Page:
In the run up to Scotland’s vote on independence, pundits predicted that independence could lead to the end of the U.K.’s nuclear weapons program. Most of the attention was focused on the need to relocate British nuclear submarines, currently stationed in Scotland, in the event of a...

20 September 2014

SCOTLAND'S No vote will consolidate the position of the Clyde as the main military shipbuilder in the UK, according to a respected defence analyst.

But Professor Malcolm Chalmers, from the Royal United Services Institute (Rusi) think tank, warned there could be some long-...

15 September 2014

As diplomatic initiatives gather pace to build a framework for a nuclear-weapon-free world, three British Churches are reiterating their call for the abolition of Trident. The call comes in advance of Peacemaking Sunday, which falls on 21 September this year.

Steve Hucklesby, speaking on...

22 April 2013

The Spring 2013 edition of Proliferation in Parliament offers a review of news, debates and developments in the UK Parliament and Government on issues relating to nuclear weapons, disarmament and proliferation.  It is published in mid-April 2013 as parliamentarians return...

15 January 2013

The Winter 2012-2013 edition of Proliferation in Parliament offers a review of news, debates and developments in the UK Parliament and Government on issues relating to nuclear weapons, disarmament and proliferation.  It is published in January 2013 following the Christmas...

11 September 2012

This is the Summer 2012 edition of the Acronym Institute newsletter Proliferation in Parliament.  It offers a review of news, debates and developments in the UK Parliament and Government on issues relating to nuclear weapons, disarmament and...

Dr Rebecca Johnson
16 July 2013

The government's Trident Alternatives Review" (TAR), an edited version of which was made public Tuesday 16 July failed to resolve the fundamental differences between the Conservative and Lib Dem coalition partners over nuclear policy.  Undertaken in...

Dr Rebecca Johnson, Jaine Rose
8 August 2014

Rolling out a seven mile knitted pink peace scarf between the Atomic Weapons Establishment complexes at Aldermaston and Burghfield on Nagasaki Day may sound crazy. It isn't as insane as letting the UK government spend another £100 billion on building a new nuclear...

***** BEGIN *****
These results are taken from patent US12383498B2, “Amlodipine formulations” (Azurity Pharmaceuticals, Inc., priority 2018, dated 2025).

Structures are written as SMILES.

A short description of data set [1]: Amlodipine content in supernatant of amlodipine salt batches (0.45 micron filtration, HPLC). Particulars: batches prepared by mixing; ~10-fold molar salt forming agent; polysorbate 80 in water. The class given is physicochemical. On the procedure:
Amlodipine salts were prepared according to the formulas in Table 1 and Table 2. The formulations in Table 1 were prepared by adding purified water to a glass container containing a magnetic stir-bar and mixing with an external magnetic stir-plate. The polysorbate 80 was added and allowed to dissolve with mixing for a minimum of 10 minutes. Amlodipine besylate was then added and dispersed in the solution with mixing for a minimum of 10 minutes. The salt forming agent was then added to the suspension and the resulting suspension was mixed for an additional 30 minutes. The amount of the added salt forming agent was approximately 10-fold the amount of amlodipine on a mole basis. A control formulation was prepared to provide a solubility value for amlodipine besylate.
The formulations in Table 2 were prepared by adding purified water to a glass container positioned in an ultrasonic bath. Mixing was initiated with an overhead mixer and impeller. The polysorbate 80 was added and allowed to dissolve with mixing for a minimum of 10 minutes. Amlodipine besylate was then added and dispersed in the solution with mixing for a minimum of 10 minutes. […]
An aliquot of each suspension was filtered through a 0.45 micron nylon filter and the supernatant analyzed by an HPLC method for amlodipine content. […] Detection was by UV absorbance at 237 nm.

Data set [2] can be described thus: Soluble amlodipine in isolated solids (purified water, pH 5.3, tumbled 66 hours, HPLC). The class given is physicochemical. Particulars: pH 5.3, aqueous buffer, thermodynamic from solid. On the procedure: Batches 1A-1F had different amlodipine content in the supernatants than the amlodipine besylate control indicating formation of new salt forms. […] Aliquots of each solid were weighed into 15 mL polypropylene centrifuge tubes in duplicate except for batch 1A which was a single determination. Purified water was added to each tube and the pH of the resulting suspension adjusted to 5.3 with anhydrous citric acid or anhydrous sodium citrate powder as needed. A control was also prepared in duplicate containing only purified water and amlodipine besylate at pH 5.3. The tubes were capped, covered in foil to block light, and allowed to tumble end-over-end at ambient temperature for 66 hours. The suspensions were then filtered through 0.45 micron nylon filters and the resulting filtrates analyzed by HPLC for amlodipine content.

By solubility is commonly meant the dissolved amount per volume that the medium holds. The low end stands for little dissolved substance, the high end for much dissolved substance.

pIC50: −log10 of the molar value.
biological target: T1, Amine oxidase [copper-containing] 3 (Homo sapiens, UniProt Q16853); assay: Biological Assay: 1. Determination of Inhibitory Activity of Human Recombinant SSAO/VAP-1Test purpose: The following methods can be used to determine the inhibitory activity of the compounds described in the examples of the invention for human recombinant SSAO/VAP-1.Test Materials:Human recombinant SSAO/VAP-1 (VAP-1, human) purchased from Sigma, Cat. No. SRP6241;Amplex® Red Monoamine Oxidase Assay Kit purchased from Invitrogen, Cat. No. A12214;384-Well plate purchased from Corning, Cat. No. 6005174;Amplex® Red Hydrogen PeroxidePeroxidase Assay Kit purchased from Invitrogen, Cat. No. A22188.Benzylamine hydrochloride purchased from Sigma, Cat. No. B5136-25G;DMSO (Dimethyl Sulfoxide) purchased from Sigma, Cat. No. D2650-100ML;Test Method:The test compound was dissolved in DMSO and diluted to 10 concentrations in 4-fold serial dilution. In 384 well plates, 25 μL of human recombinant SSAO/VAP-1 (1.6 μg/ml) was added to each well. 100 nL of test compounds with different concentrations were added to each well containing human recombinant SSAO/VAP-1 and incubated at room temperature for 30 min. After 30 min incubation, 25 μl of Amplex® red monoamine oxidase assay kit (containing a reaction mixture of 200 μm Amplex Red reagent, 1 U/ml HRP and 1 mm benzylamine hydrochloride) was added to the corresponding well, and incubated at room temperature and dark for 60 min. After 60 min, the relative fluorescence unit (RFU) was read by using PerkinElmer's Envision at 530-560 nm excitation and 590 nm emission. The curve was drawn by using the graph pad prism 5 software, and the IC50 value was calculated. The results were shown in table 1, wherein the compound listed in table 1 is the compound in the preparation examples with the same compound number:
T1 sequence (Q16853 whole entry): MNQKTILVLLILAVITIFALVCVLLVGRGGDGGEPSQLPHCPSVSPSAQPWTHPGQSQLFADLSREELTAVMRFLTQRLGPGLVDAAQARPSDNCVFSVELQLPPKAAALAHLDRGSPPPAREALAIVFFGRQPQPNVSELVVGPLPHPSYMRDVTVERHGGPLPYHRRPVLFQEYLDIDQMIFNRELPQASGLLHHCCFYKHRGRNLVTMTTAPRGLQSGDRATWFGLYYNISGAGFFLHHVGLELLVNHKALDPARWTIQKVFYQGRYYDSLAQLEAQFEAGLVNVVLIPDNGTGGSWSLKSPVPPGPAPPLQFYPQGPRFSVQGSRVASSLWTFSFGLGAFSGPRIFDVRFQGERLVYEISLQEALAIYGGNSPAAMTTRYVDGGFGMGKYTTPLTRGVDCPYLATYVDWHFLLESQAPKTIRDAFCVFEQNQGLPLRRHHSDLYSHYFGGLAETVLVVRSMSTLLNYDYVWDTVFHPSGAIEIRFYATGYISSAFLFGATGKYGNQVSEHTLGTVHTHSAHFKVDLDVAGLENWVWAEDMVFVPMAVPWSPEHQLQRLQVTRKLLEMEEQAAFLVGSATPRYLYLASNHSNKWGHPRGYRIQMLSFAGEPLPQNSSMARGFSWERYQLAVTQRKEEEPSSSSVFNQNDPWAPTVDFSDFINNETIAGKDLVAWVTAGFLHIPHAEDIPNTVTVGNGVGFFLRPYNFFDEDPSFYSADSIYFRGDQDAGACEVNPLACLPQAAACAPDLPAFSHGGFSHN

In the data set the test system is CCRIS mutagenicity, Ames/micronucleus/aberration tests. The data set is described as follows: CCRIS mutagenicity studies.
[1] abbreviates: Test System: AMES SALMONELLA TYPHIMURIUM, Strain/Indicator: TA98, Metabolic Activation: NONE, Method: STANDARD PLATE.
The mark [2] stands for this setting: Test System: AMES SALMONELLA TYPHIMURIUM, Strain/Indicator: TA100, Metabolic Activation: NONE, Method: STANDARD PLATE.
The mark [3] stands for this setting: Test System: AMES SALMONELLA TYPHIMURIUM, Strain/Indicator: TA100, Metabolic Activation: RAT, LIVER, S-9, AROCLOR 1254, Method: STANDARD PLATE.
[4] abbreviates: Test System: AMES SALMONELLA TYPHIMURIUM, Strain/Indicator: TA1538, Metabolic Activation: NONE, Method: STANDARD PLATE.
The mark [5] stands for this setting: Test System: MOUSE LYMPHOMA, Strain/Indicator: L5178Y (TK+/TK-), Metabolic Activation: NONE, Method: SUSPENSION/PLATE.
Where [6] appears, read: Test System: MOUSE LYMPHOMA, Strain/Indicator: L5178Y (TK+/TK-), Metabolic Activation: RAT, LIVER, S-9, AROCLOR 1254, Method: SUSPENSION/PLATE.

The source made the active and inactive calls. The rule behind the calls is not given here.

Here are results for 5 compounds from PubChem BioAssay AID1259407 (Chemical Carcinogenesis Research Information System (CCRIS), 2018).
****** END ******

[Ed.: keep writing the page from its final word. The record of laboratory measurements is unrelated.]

Dr Rebecca Johnson
27 March 2014

The attached PDF is Dr Rebecca Johnson's evidence to the UK House of Commons Defence Select Committee enquiry on Deterrence in the Twenty-First Century.  Orginally submitted in September 2013, the evidence is now able to published following the March 2014 publication of the Defence...

Dr Rebecca Johnson
14 February 2014

This PDF offers a UK perspective on the humanitarian impact of nuclear weapons. It draws on case studies produced by civil society partners in the International Campaign to Abolish Nuclear Weapons (ICAN)which demonstrate the humanitarian impact of nuclear weapons in the UK context. Having...

11 September 2014

Paul Flynn: To ask the Secretary of State for Defence pursuant to the answers of 3 July 2014, Official Report, column 725W, on nuclear weapons and of 10 July 2014, Official Report, column 358W, on nuclear weapons, if he will publish the titles of reports requested for the longest most recent...

21 July 2014

Sandra Osborne: To ask the Secretary of State for Defence, what the annual cost to the public purse is of retaining and basing the nuclear deterrent at Faslane and Coulport.

Mr Philip Dunne: The cost of retaining the nuclear deterrent at Faslane and...

Author(s): House of Commons Defence Select Committee
27 March 2014

Read below the Conclusions and Recommendations of the House of Commons Defence Select Committee Enquiry into Deterrence in the twenty-first century, published in March 2014.  The full report is available to view on the House of Commons website.

Introduction...

Author(s): UK Govt Cabinet Office
16 July 2013

In 2011,the UK Prime Minister & Deputy Prime Minister jointly commissioned the Cabinet Office to conduct a focused review into alternative (nuclear) systems and postures to the UK's current Trident nuclear weapons system. The attached document is the resulting, unclassified version of...